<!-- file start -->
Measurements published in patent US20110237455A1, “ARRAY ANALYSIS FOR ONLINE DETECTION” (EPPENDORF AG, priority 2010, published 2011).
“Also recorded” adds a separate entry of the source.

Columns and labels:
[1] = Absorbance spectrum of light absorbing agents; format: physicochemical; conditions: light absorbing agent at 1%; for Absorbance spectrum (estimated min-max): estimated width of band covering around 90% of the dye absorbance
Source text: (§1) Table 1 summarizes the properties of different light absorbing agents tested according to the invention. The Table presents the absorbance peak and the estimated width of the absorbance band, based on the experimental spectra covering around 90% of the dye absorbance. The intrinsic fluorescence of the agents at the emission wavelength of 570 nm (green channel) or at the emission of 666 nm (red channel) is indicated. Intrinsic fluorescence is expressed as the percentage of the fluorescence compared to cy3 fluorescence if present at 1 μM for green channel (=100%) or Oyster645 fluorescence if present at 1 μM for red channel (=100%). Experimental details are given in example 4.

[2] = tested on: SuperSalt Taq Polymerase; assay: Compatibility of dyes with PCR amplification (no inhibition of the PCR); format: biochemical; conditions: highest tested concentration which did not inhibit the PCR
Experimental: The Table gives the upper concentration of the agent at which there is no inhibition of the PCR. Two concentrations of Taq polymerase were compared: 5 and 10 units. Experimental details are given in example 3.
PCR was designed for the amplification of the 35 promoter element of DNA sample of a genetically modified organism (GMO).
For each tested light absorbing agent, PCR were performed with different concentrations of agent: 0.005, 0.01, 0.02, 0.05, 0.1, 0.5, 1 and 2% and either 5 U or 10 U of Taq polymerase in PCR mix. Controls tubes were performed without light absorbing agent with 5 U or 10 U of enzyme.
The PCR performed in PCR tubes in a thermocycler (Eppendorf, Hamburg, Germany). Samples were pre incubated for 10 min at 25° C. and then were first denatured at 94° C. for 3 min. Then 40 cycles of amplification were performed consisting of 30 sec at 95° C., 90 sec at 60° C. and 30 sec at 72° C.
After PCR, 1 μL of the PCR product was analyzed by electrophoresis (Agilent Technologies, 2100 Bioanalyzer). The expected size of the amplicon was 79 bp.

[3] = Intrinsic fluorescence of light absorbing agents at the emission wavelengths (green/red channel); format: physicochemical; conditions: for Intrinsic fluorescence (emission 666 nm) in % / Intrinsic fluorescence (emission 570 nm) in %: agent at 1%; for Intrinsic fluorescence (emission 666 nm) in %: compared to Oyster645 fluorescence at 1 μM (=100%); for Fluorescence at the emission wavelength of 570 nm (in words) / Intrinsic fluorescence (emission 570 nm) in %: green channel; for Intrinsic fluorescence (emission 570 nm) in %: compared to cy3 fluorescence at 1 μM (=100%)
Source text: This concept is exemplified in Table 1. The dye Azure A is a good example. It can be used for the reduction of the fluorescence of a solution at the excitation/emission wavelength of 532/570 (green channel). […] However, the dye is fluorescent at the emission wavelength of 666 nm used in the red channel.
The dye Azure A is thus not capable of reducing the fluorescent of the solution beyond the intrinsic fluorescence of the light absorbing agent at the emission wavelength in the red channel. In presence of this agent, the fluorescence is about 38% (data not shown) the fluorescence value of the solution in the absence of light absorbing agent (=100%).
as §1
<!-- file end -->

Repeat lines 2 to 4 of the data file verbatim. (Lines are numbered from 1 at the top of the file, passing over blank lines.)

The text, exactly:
“Also recorded” adds a separate entry of the source.

Columns and labels:
[1] = Absorbance spectrum of light absorbing agents; format: physicochemical; conditions: light absorbing agent at 1%; for Absorbance spectrum (estimated min-max): estimated width of band covering around 90% of the dye absorbance